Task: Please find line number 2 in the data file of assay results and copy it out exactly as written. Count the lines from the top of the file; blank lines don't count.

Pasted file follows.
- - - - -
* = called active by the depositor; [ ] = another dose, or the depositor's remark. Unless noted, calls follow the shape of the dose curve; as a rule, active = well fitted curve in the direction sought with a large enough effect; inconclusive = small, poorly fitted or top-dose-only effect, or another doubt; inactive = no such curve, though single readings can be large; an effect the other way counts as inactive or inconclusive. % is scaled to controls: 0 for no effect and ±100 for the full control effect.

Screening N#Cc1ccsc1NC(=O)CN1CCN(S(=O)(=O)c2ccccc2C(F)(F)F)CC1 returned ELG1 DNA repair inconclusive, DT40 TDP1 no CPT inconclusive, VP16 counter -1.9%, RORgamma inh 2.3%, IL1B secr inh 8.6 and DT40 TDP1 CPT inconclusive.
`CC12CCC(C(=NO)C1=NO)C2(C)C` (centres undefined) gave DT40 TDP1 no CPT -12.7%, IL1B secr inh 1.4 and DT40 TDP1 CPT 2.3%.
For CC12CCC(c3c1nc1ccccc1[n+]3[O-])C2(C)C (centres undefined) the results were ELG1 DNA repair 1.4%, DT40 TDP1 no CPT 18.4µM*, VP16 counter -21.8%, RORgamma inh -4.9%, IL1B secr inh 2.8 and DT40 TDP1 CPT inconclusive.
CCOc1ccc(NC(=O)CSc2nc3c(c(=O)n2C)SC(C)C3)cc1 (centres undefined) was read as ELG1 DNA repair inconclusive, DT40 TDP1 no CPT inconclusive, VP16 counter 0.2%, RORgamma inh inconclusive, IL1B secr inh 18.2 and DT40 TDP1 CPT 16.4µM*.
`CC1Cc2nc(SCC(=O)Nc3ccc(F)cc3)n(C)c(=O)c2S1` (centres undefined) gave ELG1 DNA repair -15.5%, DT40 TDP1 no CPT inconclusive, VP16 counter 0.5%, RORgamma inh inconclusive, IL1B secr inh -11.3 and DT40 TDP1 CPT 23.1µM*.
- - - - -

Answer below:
Screening N#Cc1ccsc1NC(=O)CN1CCN(S(=O)(=O)c2ccccc2C(F)(F)F)CC1 returned ELG1 DNA repair inconclusive, DT40 TDP1 no CPT inconclusive, VP16 counter -1.9%, RORgamma inh 2.3%, IL1B secr inh 8.6 and DT40 TDP1 CPT inconclusive.